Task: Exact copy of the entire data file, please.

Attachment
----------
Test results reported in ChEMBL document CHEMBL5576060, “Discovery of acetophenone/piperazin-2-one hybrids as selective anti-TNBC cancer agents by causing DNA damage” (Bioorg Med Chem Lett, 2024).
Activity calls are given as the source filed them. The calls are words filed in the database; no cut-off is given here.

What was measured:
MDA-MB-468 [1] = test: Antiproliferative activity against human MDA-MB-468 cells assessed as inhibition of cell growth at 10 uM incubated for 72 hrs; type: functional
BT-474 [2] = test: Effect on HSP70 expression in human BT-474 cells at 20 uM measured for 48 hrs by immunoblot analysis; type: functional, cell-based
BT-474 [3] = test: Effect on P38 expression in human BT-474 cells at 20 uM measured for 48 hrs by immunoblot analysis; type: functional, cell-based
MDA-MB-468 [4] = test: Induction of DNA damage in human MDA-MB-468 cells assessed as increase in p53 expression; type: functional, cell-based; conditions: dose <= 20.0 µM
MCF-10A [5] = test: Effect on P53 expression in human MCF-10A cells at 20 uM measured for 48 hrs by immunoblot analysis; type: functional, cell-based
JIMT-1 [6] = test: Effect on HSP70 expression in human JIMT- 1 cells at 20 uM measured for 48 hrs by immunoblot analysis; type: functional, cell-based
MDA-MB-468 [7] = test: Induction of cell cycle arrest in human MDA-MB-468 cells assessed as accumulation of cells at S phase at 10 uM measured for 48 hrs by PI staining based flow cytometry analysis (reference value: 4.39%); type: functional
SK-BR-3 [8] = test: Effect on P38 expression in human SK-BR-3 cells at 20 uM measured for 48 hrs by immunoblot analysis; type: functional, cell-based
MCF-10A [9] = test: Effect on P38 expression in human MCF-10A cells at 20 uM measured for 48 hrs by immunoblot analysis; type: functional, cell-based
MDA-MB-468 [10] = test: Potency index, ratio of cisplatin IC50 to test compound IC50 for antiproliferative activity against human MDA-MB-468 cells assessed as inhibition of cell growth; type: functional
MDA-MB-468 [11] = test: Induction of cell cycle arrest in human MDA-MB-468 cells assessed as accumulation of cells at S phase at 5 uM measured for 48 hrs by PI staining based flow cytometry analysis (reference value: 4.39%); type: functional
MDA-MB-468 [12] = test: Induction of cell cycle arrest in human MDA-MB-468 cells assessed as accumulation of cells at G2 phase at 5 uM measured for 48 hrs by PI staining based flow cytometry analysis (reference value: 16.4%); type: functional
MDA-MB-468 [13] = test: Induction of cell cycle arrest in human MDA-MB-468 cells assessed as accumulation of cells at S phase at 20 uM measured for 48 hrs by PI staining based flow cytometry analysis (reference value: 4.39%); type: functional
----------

Test results reported in ChEMBL document CHEMBL5576060, “Discovery of acetophenone/piperazin-2-one hybrids as selective anti-TNBC cancer agents by causing DNA damage” (Bioorg Med Chem Lett, 2024).
Activity calls are given as the source filed them. The calls are words filed in the database; no cut-off is given here.

What was measured:
MDA-MB-468 [1] = test: Antiproliferative activity against human MDA-MB-468 cells assessed as inhibition of cell growth at 10 uM incubated for 72 hrs; type: functional
BT-474 [2] = test: Effect on HSP70 expression in human BT-474 cells at 20 uM measured for 48 hrs by immunoblot analysis; type: functional, cell-based
BT-474 [3] = test: Effect on P38 expression in human BT-474 cells at 20 uM measured for 48 hrs by immunoblot analysis; type: functional, cell-based
MDA-MB-468 [4] = test: Induction of DNA damage in human MDA-MB-468 cells assessed as increase in p53 expression; type: functional, cell-based; conditions: dose <= 20.0 µM
MCF-10A [5] = test: Effect on P53 expression in human MCF-10A cells at 20 uM measured for 48 hrs by immunoblot analysis; type: functional, cell-based
JIMT-1 [6] = test: Effect on HSP70 expression in human JIMT- 1 cells at 20 uM measured for 48 hrs by immunoblot analysis; type: functional, cell-based
MDA-MB-468 [7] = test: Induction of cell cycle arrest in human MDA-MB-468 cells assessed as accumulation of cells at S phase at 10 uM measured for 48 hrs by PI staining based flow cytometry analysis (reference value: 4.39%); type: functional
SK-BR-3 [8] = test: Effect on P38 expression in human SK-BR-3 cells at 20 uM measured for 48 hrs by immunoblot analysis; type: functional, cell-based
MCF-10A [9] = test: Effect on P38 expression in human MCF-10A cells at 20 uM measured for 48 hrs by immunoblot analysis; type: functional, cell-based
MDA-MB-468 [10] = test: Potency index, ratio of cisplatin IC50 to test compound IC50 for antiproliferative activity against human MDA-MB-468 cells assessed as inhibition of cell growth; type: functional
MDA-MB-468 [11] = test: Induction of cell cycle arrest in human MDA-MB-468 cells assessed as accumulation of cells at S phase at 5 uM measured for 48 hrs by PI staining based flow cytometry analysis (reference value: 4.39%); type: functional
MDA-MB-468 [12] = test: Induction of cell cycle arrest in human MDA-MB-468 cells assessed as accumulation of cells at G2 phase at 5 uM measured for 48 hrs by PI staining based flow cytometry analysis (reference value: 16.4%); type: functional
MDA-MB-468 [13] = test: Induction of cell cycle arrest in human MDA-MB-468 cells assessed as accumulation of cells at S phase at 20 uM measured for 48 hrs by PI staining based flow cytometry analysis (reference value: 4.39%); type: functional